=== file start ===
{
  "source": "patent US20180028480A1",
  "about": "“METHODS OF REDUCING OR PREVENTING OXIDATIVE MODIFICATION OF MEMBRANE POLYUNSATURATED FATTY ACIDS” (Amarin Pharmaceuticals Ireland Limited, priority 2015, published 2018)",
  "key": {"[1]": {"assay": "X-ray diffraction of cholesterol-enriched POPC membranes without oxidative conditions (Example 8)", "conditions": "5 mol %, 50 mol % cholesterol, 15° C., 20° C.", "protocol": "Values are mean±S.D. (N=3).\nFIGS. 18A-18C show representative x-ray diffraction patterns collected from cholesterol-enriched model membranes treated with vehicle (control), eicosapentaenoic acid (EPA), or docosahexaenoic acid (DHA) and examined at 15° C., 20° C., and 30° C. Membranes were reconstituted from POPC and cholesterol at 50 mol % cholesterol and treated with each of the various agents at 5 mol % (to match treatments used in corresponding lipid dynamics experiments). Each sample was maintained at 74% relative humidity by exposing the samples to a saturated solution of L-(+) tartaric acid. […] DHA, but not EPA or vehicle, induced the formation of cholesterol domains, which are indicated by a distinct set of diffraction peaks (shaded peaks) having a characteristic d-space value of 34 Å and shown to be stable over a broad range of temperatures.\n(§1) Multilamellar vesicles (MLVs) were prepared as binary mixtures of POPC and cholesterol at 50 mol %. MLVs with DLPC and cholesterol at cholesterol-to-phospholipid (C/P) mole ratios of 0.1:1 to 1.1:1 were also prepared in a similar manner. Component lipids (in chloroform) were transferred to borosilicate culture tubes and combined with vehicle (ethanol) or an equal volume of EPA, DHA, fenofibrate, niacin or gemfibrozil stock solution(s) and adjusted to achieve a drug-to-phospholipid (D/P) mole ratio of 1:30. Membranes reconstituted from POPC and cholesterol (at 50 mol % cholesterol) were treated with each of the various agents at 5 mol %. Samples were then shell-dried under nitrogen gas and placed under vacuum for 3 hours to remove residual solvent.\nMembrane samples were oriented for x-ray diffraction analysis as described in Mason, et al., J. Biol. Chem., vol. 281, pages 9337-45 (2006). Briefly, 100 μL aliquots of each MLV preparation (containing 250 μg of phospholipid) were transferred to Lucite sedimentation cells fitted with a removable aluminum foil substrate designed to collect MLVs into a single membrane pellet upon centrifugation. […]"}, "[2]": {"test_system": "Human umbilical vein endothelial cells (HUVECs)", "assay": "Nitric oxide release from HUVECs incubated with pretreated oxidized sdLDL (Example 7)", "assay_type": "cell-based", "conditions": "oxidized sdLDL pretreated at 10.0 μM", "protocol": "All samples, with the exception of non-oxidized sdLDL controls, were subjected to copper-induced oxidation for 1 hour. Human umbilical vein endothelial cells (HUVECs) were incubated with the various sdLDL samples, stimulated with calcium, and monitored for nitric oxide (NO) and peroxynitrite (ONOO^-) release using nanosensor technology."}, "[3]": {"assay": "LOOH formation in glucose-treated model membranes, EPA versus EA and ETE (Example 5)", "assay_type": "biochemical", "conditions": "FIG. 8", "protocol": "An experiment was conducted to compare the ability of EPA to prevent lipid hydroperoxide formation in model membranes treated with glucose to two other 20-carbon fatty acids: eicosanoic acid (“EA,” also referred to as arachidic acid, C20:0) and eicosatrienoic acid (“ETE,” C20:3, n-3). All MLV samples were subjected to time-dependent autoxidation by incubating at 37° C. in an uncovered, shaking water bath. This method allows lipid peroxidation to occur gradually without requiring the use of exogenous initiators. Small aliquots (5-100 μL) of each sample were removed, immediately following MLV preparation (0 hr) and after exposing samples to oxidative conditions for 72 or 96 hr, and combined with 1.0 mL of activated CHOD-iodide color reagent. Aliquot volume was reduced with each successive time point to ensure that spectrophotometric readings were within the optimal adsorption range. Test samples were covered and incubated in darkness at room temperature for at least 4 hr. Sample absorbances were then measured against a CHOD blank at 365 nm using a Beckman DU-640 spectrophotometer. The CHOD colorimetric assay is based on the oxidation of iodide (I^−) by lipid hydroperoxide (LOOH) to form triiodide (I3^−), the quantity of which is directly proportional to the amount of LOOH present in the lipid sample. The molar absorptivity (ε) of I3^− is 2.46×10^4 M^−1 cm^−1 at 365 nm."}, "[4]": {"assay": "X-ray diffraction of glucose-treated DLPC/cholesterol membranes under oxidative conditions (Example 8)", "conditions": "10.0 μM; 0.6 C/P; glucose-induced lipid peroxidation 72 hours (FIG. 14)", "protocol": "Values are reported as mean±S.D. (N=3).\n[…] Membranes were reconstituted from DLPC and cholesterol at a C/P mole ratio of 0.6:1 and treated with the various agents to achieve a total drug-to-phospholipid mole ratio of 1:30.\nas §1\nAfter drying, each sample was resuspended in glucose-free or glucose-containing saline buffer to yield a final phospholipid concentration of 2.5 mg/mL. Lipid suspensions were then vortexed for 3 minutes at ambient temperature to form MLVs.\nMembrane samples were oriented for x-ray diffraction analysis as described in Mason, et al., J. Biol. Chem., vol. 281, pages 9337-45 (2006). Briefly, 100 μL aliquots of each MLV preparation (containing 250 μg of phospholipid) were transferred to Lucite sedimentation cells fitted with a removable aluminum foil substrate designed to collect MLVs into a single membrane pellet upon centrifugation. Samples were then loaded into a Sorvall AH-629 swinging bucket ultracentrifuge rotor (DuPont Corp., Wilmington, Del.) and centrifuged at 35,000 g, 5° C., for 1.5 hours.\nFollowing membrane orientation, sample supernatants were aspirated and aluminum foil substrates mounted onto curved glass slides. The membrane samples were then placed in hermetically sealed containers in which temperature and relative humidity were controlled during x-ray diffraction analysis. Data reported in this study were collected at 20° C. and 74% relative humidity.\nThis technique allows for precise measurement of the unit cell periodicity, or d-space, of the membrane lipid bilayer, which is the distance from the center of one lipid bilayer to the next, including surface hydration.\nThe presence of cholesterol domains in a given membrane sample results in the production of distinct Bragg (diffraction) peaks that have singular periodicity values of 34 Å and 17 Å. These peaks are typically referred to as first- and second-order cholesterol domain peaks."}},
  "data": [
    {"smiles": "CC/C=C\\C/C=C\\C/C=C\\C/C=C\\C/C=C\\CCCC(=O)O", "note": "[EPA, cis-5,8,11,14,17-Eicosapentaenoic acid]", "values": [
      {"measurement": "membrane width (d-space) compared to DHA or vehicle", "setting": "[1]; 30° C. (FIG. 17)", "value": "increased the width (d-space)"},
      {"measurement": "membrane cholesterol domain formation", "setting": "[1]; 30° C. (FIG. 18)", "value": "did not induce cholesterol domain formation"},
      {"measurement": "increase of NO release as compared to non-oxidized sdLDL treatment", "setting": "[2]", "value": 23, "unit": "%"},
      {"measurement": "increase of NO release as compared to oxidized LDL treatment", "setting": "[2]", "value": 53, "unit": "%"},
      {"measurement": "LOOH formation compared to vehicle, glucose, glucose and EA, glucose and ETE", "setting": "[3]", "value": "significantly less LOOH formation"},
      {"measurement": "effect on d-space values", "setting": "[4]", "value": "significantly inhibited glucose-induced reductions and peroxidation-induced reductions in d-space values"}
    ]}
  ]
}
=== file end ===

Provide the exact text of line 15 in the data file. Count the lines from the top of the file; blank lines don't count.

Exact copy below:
}